Class of 2015 Hofstra University
Number of undergraduate degrees: 1,264
Number of graduate degrees: 867
Morning commencement speaker:
Rep. Kathleen Rice (D-Garden City) Sunday, challenged graduates to surpass the Greatest Generation, not by doing what makes them happy but by following their passions.
"Do what makes you come alive," said Rice, the former Nassau County district attorney. "People who come truly alive live with purpose and principle."
Rice said: "Your generation has more freedom than any generation in history. You have the freedom to determine for yourself who you want to be."
Afternoon commencement speaker:
Peter Baker, chief White House correspondent for The New York Times, told residents to take chances and be unafraid.
He said his wall was papered with rejection notices from newspapers as he tried to find his first job. After Sept. 11, he traveled to Afghanistan to report. "I didn't know what I was doing. I went anyway," he said.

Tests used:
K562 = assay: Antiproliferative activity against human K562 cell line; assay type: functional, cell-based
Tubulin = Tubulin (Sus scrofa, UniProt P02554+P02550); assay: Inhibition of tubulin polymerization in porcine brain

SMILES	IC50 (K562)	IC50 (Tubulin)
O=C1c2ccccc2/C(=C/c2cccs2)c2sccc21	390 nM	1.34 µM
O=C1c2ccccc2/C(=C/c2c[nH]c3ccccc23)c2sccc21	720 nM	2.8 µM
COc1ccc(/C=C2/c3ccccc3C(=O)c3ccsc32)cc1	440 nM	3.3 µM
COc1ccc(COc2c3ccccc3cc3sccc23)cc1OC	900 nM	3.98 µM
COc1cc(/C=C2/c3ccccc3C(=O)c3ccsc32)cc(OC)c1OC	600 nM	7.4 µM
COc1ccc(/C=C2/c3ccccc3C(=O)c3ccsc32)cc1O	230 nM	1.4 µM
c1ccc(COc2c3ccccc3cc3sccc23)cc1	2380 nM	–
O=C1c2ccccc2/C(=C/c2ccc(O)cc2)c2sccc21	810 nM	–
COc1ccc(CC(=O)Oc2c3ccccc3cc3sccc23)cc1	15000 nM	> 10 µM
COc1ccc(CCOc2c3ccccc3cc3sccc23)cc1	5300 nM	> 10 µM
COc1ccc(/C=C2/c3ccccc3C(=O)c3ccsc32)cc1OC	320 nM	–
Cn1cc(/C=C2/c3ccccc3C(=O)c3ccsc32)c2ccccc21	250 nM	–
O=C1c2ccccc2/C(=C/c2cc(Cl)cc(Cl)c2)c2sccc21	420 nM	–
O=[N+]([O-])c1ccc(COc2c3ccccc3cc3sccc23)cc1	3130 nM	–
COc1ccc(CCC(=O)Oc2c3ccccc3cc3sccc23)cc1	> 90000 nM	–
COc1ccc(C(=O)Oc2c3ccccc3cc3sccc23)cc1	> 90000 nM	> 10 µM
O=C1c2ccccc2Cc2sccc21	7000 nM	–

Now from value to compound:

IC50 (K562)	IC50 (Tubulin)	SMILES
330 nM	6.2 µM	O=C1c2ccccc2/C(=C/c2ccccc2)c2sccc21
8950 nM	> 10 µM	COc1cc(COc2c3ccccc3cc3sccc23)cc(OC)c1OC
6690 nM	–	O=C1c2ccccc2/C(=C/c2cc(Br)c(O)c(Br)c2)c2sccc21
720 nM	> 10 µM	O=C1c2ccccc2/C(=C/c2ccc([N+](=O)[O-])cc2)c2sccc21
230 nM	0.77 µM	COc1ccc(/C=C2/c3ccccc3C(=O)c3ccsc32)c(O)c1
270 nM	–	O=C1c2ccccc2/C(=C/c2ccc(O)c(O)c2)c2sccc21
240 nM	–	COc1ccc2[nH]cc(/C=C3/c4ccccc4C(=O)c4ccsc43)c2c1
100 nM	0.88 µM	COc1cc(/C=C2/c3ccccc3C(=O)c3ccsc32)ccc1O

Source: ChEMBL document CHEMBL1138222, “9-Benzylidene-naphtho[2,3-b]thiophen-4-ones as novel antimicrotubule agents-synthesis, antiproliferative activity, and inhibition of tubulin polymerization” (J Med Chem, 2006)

He said while the country is politically divided, the country's founding fathers designed the system to have tension.
"The system is built for divisions. The founders meant for it to be difficult. They meant to divide power," he said. "They wanted decisions to be made by real consensus."
Randy Michael Garcia, 50, anthropology
"My degree is going to help me understand cultures through an international lens, instead of just the lens of an American" said Garcia, of East Meadow, a diplomat at the United Nations who started attending college after a 30-year career in the U.S. Navy.
Andrew Weinstein, 22, music history
"Hofstra has been a really unique place ...," said Weinstein, of West Islip. He will be working this summer at the New York Renaissance Faire as part of the noble court cast and plans to get his master's in orchestral conducting.
Melissa Walsh, 21, exercise science
"I'm going to work at Disney World! It's a four-month program ...," said Walsh, of Bridgewater, New Jersey.
Ainsley Rufer, 22, public relations
"I'm going to get an apartment in New York City and work in the video game industry. I come from a 'cow town,' with nothing, and now I'm living in the city," said Rufer, from Oley, Pennsylvania.